high speed counter and 250 KHz clock is used for resetting the
Counter to 0, sampling input data in input registers (12-Bit data
register and 7-Bit control register) and resetting PWM pulse to
logic high level. 1 GHz clock is generated using ring-
oscillator. 250 KHz clock is then generated by dividing the 1-
GHz pulse by 4096 using several stages of edge-triggered D
2.2. 12-Bit High-Speed Counter
This is the most important block to generate PWM pulses
digitally. It is operating at 1 GHz speed. 12-Bit high speed
Counter is implemented using 12-bit high speed up-counter
and 12-bit register to store the data. Conditional-sum based
12-bit adder, known for its short time delay , is used to
implement the high-speed up counter. The structure of the
adder is simplified to perform as up-Counter. One of the two
inputs is permanently grounded and carry-in is permanently
connected to VDD. Then the whole structure is simplified to
reach the desired high speed.
2.3. 12-Bit Digital Comparator and PWM logic
12-Bit digital comparator circuit compares the 12-bit data
of the register with 12-bit up-counter value and reset output to
low if both are equal. PWM logic latches this momentary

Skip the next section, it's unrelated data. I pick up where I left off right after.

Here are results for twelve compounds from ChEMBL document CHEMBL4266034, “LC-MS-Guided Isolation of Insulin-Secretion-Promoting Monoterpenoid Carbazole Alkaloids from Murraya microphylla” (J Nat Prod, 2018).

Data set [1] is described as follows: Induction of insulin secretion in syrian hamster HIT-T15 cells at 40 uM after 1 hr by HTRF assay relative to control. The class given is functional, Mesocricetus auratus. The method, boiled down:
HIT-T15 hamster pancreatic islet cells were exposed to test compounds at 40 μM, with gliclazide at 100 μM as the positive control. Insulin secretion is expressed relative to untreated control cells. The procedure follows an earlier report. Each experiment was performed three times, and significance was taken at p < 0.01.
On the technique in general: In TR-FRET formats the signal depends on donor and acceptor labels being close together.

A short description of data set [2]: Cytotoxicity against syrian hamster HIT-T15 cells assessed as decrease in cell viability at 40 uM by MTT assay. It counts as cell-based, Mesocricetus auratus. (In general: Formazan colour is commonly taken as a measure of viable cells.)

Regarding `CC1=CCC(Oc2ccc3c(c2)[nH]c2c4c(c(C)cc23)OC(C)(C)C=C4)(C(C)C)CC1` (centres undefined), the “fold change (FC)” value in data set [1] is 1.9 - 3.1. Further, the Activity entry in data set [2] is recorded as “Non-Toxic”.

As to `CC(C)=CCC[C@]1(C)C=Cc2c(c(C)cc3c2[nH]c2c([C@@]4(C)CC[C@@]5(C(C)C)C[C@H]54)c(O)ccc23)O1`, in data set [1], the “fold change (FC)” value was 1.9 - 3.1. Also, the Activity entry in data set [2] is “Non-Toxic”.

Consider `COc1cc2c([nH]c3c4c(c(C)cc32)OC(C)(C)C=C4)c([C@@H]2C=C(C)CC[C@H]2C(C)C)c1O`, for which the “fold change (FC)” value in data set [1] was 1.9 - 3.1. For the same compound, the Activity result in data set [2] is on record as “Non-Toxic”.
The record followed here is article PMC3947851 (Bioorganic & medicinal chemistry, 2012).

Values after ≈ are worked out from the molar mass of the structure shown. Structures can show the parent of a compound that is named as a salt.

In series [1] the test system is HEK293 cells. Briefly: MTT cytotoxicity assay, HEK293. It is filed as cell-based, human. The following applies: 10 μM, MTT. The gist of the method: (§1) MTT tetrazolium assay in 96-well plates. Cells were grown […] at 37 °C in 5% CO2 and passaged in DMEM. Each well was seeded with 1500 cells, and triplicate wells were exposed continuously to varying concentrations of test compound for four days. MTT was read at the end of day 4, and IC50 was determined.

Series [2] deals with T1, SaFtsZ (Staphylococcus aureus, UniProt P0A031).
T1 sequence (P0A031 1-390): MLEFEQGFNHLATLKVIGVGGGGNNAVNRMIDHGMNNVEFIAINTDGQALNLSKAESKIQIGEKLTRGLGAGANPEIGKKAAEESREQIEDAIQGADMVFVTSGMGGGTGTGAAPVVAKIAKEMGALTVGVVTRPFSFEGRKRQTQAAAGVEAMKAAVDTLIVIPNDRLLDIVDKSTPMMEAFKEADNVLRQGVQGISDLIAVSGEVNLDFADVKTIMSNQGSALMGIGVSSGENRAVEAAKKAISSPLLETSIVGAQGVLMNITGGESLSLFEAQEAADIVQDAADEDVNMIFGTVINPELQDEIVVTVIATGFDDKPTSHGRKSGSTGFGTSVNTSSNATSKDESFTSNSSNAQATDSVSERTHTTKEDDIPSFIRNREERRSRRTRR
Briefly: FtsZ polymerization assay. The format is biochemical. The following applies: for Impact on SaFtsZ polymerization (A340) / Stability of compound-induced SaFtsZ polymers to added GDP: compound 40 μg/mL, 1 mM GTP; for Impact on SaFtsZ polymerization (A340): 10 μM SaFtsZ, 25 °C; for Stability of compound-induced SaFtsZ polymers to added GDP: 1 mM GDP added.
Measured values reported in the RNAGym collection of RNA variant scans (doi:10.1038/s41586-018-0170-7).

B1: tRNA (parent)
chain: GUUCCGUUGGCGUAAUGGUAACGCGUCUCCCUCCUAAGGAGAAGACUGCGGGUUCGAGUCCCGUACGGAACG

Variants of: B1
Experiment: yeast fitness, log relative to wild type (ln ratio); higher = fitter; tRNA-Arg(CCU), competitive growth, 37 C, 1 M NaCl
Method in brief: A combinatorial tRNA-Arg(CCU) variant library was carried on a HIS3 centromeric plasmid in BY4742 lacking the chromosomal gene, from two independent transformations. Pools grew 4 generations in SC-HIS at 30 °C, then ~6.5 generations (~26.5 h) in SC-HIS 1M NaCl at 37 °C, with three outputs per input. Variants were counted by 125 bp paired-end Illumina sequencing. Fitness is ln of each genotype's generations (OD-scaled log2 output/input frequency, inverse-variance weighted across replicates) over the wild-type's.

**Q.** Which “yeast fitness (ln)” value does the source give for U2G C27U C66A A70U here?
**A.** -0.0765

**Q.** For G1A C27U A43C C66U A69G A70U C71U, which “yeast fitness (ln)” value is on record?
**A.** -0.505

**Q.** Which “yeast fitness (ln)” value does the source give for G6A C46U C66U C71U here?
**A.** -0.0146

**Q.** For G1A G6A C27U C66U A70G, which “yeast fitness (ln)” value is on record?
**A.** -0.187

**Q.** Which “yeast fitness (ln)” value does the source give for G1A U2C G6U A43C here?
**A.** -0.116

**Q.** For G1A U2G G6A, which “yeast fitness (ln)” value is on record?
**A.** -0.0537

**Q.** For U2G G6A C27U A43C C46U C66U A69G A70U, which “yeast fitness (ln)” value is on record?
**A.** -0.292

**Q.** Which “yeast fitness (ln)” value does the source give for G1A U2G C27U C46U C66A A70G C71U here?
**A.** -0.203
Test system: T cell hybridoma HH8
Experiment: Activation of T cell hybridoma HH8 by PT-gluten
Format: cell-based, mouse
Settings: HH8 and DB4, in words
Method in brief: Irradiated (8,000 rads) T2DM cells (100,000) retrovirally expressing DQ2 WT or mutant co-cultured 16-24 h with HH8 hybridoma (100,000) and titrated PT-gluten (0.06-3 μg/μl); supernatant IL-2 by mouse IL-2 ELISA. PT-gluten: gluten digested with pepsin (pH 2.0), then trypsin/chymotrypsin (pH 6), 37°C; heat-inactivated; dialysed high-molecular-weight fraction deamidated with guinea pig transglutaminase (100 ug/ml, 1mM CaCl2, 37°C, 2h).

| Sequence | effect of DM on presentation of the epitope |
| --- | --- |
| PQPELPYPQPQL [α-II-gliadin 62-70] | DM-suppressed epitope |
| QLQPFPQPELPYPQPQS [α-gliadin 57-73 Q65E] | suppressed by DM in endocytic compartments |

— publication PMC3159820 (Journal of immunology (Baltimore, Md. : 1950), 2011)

pulse to low level until rising edge of the reset signal is
detected. As soon as the PWM output goes low, the clock
signal to the 12-bit high-speed Counter is disabled to reduce
the switching activity and dynamic power consumption. These
clock pulses are recovered again when the PWM output signal
2.4. Class-D Amplifier Output Stage and 7-Bit
Some designs of Class-D amplifier output stage are
described in  to . Output stage of Class-D amplifier is
designed in H-bridge pattern to generate differential output.
The 7-bit control signal is used to control the output sound
pressure level (SPL) from 11 dB to 107 dB.
2.5. Active Low-Pass Filter
Active low-pass filter is used to generate sinusoidal audio
waveforms from PWM pulses. One active low-pass filter is
used in each H-Bridge branch. Second order, non-inverting,
dual feedback configuration of Butterworth filter is used .
Most of the designs,  – , adopted passive low-pass
filter using inductor. On-chip inductor occupies large area (of
the IC chip) and their quality factor is low. Therefore, we used
Fig. 2: Clock divider circuit
active-low pass filter design, based on basic circuit elements:
resistors, capacitors and op-amp. These circuit elements are
easy to integrate on a single chip. Active low-pass filters offer
lower chip area and better performance than their passive
counterpart for audio signals.
3. Implementation and Simulation Results